3. Plan ahead. Never show up to a country and spontaneously decide to take cooking classes upon arrival unless you find a great deal or an opportunity you just can’t pass up. Planning ahead will allow for the opportunity to save money and find the best classes for your budget and goals.
  4. See if the classes require you to bring your own supplies. Some classes might require that you bring your own cooking utensils, such as aprons, ceramic cookware, or cutting boards. Always check with the program in advance to see if you will be expected to provide any of your supplies – and if you have them, find a way to check them into your luggage!

Finding the Best Places

Planning ahead will allow you to find exactly the kind of opportunities you’re looking for, usually at a far better price than the offers you would discover during your trip. Consider your cuisine or destination of choice, and look into the following:

  1. Check if local culinary schools offer short classes or seminars. Find out the names of the major schools in the area and check their website or contact them to see if they offer shorter-term classes for tourists. Visiting the school for a semester is unnecessary unless your goal is to become a professional chef; however, schools often offer smaller courses that last a day to a week for people who just want to get a quick introduction to a particular style or dish.
  2. While it may not make for an exciting vacation, check if online classes are available instead. There are a huge number of free and low cost alternatives online. A vacation to your country of choice may still be in order – use it as an excuse to try out national favorites at a fine restaurant and gather ingredients that are hard to find at home.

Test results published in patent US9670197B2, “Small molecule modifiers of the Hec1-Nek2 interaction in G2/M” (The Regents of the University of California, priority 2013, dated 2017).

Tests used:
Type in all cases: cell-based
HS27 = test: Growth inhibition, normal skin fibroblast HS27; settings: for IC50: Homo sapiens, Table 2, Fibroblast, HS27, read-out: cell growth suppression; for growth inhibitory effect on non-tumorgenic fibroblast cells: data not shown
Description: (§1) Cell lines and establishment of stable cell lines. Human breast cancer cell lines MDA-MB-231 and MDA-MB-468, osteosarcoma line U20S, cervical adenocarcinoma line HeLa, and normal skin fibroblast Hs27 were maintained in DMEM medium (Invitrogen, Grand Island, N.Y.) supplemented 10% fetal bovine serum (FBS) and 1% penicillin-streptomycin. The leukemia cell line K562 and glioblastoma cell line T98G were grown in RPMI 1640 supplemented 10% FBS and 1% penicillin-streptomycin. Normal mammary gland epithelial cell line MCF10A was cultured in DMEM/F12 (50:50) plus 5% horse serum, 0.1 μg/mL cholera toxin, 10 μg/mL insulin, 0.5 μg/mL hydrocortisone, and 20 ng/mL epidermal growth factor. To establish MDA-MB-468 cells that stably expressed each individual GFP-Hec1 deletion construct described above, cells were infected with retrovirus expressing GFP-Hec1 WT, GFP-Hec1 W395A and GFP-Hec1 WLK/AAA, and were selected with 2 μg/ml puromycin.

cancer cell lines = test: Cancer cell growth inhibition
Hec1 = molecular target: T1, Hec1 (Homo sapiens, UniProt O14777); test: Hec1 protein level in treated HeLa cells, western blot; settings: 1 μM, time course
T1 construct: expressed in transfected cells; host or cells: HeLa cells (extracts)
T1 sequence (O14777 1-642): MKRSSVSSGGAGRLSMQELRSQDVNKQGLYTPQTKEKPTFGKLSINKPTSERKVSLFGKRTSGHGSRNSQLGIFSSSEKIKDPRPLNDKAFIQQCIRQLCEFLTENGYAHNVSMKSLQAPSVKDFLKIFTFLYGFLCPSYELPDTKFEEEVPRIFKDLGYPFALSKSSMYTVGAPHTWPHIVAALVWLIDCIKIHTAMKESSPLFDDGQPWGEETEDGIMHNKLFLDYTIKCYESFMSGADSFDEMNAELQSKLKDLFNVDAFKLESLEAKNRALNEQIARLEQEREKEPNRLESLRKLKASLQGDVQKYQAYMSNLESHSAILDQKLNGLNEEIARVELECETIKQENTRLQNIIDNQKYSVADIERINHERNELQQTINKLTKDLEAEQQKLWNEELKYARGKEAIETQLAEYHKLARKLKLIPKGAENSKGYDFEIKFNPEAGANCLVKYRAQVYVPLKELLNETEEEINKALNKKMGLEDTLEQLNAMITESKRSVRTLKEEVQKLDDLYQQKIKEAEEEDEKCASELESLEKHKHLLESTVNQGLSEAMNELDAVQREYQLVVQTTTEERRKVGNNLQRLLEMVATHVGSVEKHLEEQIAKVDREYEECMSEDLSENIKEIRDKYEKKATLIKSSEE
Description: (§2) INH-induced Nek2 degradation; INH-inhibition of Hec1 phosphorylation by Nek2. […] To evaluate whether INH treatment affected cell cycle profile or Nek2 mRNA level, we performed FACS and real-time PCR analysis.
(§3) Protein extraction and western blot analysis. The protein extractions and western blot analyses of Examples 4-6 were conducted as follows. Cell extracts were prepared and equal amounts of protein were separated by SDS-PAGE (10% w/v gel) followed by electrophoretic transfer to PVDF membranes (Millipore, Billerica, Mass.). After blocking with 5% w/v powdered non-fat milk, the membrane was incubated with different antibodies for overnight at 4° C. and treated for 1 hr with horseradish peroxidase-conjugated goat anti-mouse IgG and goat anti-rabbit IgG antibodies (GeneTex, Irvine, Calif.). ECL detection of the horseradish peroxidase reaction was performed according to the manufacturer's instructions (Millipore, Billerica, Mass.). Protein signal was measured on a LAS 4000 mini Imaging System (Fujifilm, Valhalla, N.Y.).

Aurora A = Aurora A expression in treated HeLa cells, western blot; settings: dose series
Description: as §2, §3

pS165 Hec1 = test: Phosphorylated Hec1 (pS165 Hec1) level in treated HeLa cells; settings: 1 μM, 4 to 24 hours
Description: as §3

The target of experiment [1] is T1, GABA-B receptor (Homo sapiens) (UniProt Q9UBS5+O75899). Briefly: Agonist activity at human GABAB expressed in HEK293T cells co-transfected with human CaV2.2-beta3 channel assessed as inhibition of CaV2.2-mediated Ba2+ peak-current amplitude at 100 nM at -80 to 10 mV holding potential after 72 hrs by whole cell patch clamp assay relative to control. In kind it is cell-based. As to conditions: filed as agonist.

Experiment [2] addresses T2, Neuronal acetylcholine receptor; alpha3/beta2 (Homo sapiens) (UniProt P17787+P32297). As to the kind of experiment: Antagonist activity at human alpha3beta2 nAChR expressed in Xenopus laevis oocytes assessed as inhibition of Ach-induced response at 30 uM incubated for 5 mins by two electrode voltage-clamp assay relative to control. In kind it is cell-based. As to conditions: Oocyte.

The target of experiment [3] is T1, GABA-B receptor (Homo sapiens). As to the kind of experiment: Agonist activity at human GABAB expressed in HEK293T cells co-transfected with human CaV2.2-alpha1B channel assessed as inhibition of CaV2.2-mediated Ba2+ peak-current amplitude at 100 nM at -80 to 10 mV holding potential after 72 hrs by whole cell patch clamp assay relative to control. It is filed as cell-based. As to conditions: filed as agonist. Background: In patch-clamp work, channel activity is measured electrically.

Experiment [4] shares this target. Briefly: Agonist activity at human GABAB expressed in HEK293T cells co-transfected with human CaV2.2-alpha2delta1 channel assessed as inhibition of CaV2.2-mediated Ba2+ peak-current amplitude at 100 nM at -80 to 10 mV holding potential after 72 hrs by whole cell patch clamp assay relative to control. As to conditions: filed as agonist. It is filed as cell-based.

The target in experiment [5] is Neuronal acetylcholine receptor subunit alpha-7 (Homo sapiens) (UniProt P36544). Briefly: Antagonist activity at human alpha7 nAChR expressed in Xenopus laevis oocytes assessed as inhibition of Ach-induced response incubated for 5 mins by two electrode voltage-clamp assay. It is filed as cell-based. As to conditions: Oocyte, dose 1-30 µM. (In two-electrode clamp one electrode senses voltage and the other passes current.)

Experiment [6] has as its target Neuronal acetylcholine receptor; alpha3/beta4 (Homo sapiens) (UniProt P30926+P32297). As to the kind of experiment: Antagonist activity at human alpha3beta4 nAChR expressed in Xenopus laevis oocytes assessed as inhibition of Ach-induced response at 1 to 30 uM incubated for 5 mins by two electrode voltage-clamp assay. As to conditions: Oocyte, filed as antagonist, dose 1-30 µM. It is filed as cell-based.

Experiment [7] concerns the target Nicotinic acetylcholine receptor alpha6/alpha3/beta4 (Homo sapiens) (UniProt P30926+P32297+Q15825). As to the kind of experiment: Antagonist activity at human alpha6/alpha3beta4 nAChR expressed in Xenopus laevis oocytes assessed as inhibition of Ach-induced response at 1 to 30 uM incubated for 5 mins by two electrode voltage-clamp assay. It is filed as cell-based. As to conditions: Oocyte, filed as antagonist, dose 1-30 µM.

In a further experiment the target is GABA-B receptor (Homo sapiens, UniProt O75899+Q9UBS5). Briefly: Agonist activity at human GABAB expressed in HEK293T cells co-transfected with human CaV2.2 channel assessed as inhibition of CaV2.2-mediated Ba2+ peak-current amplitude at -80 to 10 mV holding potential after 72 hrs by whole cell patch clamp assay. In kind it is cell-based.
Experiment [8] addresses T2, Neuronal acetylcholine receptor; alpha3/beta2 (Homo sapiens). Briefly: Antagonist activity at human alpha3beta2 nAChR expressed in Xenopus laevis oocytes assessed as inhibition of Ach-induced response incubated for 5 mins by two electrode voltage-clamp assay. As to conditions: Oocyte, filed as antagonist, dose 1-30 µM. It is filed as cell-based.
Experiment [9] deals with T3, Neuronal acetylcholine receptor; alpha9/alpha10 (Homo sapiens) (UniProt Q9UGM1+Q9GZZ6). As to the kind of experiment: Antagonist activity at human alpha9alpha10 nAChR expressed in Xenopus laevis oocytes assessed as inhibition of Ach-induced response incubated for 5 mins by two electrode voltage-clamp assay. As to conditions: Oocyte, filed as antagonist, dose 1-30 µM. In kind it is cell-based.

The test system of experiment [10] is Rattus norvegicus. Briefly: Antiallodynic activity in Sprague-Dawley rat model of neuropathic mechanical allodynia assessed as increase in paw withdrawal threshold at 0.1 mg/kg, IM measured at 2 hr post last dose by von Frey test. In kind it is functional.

3. Look for workshops presented by local restaurants. From time-to-time, highly-rated restaurants will put together a workshop where they teach people some of their signature dishes. While pricy, this is another popular option and a great way to find shorter half-day or single-day workshops.
  4. Ask a restaurant you like within the area if they would be willing to teach you a few techniques and dishes. If you absolutely love a particular restaurant, they may be flattered and willing to give you some pointers.
A cooking class at LaZat. (Photo Credit: Kate )

A cooking class at LaZat in Malaysia. (Photo Credit: Pretty Kate Machine)

Ready for some culinary inspiration? Here are 10 cooking schools/programs around the world looking for pupils like you!

Prices reflect current United States dollar rate for the country-specific prices listed on the website and may vary by session and time of year. Contact the individual schools for the most up-to-date pricing.

Hutong CuisineBeijing, China
One Class: $40
Market Tour: $16

The Awaiting Table – Lecca, Italy
One Class: $377
Week-Long Course: $2,164

Royal Korean Cuisine  Seoul, South Korea
One Class: $36
Nine-Week Certification: $287

Kitchen in the Castle – Dublin, Ireland
Evening Class: $87
Day-Long Class: $200

Taste of Culture – Tokyo, Japan
Half-Class: $85

James St Cooking School – Brisbane, Australia
One Class: $139-165

North Carolina Barbeque Society – North Carolina, United States
Two-Day “Boot Camp”: $449

Hanoi Cooking Centre – Hanoi, Vietnam
Three-Hour Class: $55

Cook’n With Class – Paris, France
Market Class: $247
Dessert Class: $168

LaZat – Kuala Lumpur, Malaysia
One Class: $70

Want more travel tips from Miss A’s Jet Set Diva? Connect with Adrienne Erin on Twitter or post a comment below!